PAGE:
It is the genome sequencing of Covid samples that can help experts determine whether new variants are associated with particular symptom patterns or the severity of the disease. This can make it easier to design therapies and vaccines for the same.
“Sample size too small”
Dr Atul Patel, leading infectious disease expert from Gujarat, a member of the ICMR Covid-19 Research Committee as well as the Gujarat Covid-19 task force, told Mirror: ‘Although this information shows that B .1.617.2 could be the dominant Covid. Variant in Gujarat, as is the case across the country, the sample size of 200 is too small to be representative of the whole. We need at least 10,000 to 20,000 samples, if not 5%, to get correct results and we are sorely lacking in this regard. Besides a larger sample size, we need a more diverse sample from all parts of the state to make this assessment conclusively. “
Timeline: genome sequencing
Gujarat already had results that it was mostly the B.1.1.7 (Kent / UK) variant which was seen in the state in December 2020 and January 2021 from the results sent by NIV. Mirror had reported the same on April 2, 2021.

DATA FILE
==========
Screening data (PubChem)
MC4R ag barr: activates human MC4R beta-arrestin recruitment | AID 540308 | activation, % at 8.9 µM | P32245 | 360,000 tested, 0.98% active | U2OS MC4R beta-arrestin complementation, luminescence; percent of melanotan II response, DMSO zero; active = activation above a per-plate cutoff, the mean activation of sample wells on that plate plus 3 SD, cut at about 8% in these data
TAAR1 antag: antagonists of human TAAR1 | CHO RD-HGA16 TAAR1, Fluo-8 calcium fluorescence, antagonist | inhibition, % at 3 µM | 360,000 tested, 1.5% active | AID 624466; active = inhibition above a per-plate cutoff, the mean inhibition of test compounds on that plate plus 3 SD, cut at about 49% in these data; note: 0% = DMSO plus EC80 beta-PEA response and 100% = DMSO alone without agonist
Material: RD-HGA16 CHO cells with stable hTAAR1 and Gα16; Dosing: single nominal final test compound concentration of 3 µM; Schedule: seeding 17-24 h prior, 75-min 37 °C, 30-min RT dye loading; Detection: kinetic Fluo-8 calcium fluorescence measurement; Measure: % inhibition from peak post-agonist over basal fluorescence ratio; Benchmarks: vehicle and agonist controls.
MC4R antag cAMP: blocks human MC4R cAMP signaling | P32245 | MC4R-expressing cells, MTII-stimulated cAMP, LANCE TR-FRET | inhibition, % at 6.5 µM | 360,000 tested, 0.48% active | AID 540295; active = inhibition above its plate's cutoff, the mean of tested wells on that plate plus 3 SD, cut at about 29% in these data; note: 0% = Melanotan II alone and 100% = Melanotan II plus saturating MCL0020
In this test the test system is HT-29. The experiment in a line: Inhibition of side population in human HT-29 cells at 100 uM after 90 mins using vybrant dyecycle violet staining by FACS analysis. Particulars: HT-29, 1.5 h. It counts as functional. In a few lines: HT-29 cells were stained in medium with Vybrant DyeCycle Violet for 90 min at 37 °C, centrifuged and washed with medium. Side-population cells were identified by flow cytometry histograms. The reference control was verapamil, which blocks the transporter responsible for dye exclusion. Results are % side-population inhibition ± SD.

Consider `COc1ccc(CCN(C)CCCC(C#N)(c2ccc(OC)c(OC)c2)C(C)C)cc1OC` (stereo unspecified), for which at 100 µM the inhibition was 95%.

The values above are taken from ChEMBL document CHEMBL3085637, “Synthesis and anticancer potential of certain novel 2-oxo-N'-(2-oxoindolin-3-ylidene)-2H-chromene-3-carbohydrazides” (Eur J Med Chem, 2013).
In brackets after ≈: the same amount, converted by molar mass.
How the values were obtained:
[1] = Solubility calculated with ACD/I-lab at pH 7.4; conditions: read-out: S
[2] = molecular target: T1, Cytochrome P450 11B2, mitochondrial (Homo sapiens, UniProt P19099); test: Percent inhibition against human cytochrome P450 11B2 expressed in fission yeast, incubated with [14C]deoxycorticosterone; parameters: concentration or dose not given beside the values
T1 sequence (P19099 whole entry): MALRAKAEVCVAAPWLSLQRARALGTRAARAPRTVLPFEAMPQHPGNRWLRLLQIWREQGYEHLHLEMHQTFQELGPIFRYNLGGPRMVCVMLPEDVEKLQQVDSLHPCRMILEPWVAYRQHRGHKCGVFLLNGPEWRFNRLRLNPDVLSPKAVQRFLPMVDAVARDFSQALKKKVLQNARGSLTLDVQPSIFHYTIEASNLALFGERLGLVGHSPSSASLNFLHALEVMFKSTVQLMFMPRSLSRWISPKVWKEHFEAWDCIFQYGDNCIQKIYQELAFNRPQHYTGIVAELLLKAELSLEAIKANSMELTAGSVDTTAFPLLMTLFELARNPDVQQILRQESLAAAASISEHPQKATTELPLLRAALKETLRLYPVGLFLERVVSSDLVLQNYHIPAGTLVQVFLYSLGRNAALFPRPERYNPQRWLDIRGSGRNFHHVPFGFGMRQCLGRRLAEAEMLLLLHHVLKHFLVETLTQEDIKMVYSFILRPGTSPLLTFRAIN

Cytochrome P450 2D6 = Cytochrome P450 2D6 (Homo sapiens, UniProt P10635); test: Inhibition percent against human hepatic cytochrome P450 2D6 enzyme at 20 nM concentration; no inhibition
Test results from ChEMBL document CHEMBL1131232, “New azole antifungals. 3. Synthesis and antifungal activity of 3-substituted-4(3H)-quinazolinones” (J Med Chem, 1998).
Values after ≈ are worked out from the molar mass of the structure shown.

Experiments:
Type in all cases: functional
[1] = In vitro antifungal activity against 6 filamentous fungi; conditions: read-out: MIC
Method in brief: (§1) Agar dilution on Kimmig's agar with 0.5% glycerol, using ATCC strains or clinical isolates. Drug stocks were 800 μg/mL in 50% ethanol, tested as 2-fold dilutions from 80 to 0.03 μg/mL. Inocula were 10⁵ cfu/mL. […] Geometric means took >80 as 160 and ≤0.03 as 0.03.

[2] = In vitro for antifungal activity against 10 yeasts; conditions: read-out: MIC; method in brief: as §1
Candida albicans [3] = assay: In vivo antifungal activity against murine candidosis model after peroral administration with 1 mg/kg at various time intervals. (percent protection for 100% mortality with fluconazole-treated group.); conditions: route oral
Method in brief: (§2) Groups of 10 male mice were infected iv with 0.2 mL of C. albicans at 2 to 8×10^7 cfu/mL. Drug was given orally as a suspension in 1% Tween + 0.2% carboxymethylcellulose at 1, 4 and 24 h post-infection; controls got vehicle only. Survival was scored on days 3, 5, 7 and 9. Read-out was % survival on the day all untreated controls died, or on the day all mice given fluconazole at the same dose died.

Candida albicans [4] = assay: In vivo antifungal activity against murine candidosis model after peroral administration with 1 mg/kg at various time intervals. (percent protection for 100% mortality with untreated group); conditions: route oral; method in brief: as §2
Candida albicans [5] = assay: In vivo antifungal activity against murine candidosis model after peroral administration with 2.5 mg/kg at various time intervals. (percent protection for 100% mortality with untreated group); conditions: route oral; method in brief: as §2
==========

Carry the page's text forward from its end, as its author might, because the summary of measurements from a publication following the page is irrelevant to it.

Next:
On April 2, Mirror also reported that the state government commissioned the Gujarat Biotechnology Research Center (GBRC) in Gandhinagar in mid-March to carry out unofficial genome sequencing of Covid samples. This was done because the state was in the dark about the proliferation of various variants of the coronavirus, as it took a long time for the designated INSACOG laboratory of the National Institute of Virology (NIV) in Pune to give results.
By the end of April 2021, scientists at the GBRC had an idea of what they had found in the samples from March and April. Sources then told Mirror they had seen an unreported variant in Gujarat earlier. We now know that this variant was B.1.617.2.
However, the picture became clearer when it was confirmed in early May that many of the March samples sequenced also had the B.1.617.2 variant. However, there is still no confirmed whole genome sequencing (WGS) data for January 2021.